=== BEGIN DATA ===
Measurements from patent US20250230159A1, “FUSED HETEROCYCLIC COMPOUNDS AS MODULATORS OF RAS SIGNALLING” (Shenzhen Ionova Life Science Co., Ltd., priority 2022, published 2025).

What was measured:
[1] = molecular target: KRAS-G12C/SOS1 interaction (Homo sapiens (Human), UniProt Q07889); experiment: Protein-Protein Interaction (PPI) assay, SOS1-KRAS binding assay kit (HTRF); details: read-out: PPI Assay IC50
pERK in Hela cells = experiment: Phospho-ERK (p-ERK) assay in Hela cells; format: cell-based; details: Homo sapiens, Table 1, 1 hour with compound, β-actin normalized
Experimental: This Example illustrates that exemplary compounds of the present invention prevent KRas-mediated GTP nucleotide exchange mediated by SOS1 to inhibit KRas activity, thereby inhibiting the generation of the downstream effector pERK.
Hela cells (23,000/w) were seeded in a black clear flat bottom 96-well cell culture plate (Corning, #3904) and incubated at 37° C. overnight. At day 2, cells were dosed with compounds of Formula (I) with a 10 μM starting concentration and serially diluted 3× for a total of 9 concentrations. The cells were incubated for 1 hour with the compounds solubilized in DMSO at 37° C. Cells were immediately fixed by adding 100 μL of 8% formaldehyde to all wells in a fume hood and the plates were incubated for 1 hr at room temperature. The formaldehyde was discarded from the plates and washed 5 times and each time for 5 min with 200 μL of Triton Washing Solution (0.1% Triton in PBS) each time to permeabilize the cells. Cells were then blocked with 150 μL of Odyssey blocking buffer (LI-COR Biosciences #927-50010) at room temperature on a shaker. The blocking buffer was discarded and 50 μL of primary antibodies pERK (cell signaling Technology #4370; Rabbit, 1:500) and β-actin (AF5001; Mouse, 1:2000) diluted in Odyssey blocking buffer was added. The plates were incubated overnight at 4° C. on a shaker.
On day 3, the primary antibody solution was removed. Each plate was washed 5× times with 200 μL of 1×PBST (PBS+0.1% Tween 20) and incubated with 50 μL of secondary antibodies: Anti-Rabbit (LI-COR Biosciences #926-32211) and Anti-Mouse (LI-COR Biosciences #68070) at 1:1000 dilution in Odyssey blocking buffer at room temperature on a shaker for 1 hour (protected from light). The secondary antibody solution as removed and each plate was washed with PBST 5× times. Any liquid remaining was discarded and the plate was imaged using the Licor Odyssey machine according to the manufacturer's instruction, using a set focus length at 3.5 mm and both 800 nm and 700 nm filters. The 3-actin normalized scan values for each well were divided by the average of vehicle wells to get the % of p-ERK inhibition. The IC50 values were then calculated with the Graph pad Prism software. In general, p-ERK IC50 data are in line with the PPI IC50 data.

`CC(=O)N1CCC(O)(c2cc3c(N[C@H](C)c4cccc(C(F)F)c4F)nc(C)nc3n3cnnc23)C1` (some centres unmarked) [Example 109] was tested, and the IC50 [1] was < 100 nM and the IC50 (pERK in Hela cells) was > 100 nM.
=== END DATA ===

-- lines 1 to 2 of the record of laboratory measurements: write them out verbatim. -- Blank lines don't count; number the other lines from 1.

Measurements from patent US20250230159A1, “FUSED HETEROCYCLIC COMPOUNDS AS MODULATORS OF RAS SIGNALLING” (Shenzhen Ionova Life Science Co., Ltd., priority 2022, published 2025).

What was measured: